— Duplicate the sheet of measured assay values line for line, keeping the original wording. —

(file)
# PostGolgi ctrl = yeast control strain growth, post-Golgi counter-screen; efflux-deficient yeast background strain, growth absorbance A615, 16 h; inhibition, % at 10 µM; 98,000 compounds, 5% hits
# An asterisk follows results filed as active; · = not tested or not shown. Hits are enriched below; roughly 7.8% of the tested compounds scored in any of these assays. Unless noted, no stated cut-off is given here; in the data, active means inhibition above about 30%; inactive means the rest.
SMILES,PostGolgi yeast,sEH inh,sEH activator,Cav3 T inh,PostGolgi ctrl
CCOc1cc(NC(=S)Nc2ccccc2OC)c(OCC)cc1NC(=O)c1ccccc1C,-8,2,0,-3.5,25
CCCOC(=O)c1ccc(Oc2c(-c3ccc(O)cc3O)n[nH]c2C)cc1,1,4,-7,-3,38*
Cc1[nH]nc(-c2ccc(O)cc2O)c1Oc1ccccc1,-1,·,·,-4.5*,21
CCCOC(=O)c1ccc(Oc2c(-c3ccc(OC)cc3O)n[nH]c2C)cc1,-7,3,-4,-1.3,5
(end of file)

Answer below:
# PostGolgi ctrl = yeast control strain growth, post-Golgi counter-screen; efflux-deficient yeast background strain, growth absorbance A615, 16 h; inhibition, % at 10 µM; 98,000 compounds, 5% hits
# An asterisk follows results filed as active; · = not tested or not shown. Hits are enriched below; roughly 7.8% of the tested compounds scored in any of these assays. Unless noted, no stated cut-off is given here; in the data, active means inhibition above about 30%; inactive means the rest.
SMILES,PostGolgi yeast,sEH inh,sEH activator,Cav3 T inh,PostGolgi ctrl
CCOc1cc(NC(=S)Nc2ccccc2OC)c(OCC)cc1NC(=O)c1ccccc1C,-8,2,0,-3.5,25
CCCOC(=O)c1ccc(Oc2c(-c3ccc(O)cc3O)n[nH]c2C)cc1,1,4,-7,-3,38*
Cc1[nH]nc(-c2ccc(O)cc2O)c1Oc1ccccc1,-1,·,·,-4.5*,21
CCCOC(=O)c1ccc(Oc2c(-c3ccc(OC)cc3O)n[nH]c2C)cc1,-7,3,-4,-1.3,5